Instead of describing how the motion trigger configuration screen works, I'd like to hear how you think it should work. Most people will be coming to this screen without foreknowledge when they're using the camera. First impressions matter! :)

One of the more often requested features for the Chronos is the ability to see exact timing information, so you can figure out when an event occurred relative to a trigger. This is especially useful for trigger modes where the framerate may not be consistent, such as with shutter gating.

I've designed two screens. The first and the simplest is what I'm intending to include in the initial version of the redesigned UI. I think it covers most of the use-cases, and it's a lot simpler to implement.

(I'm not sure why the arrows on the number inputs got rendered as "a"s. They should just be up/down wedges. 🤷)

The second is a more advanced screen, which exposes more of the hardware capabilities. It would only be useful if we had more than three options, or if there were a solid use-case for having the flexibility to format timing and frame count.

The %percent-key% format would let you burn metadata into the video for easy consumption, since not every video player displays metadata so well. (eg., the pictured "Trg: %TimeFromTrigger%" would actually print something like "Trg: +204515.1ns" in the corner of a saved frame of video.) If in the future we capture metadata on a per-frame basis, then we'll have a bunch of fields which would be quite amenable to this interface.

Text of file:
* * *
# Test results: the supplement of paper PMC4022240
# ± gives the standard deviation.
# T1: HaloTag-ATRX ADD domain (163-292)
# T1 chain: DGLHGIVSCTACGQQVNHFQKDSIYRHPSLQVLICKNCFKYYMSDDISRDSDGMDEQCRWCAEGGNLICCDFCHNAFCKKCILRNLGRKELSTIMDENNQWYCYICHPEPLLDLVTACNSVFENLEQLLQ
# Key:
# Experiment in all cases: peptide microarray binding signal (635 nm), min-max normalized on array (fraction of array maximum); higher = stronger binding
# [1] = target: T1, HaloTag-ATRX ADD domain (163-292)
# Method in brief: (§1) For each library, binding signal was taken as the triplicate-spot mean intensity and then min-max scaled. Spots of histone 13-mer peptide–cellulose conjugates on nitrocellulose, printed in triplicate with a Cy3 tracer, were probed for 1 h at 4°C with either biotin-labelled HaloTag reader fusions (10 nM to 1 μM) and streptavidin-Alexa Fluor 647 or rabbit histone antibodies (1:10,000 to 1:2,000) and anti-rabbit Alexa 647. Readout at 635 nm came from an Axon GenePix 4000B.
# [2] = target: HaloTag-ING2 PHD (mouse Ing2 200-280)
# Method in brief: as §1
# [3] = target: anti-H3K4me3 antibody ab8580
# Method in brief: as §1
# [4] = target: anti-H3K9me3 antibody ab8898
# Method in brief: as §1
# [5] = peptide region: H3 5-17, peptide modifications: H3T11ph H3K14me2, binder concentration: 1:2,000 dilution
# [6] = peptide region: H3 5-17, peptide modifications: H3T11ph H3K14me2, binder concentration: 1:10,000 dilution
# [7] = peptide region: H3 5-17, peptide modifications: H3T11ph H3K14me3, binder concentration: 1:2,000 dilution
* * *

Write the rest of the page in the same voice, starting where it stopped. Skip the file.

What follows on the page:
In both screens, images are pulled from the root folder of a USB stick you insert. (We might get a proper file-browser some day, as part of an on-camera footage management and review system.)

As always, please let me know your thoughts on the matter. If I've missed anything you would find important, now is the best time to let me know. :)

Software Dev / Updating the UI: Battery
« on: July 18, 2018, 08:56:40 PM »
On the redesigned main screen, if you tap the battery icon, you'll get to a screen for battery and power. As with most of my mockups, this comes with a caveat: this is what we want. This is not necessarily what we'll get. ;)

Software Dev / Updating the UI: Input Methods Edition
« on: March 23, 2018, 07:58:53 PM »
Hello, everybody! The software manual for beta 0.3 is mostly done now, so I'm had time to mock up a few possibilities for keyboards. First up: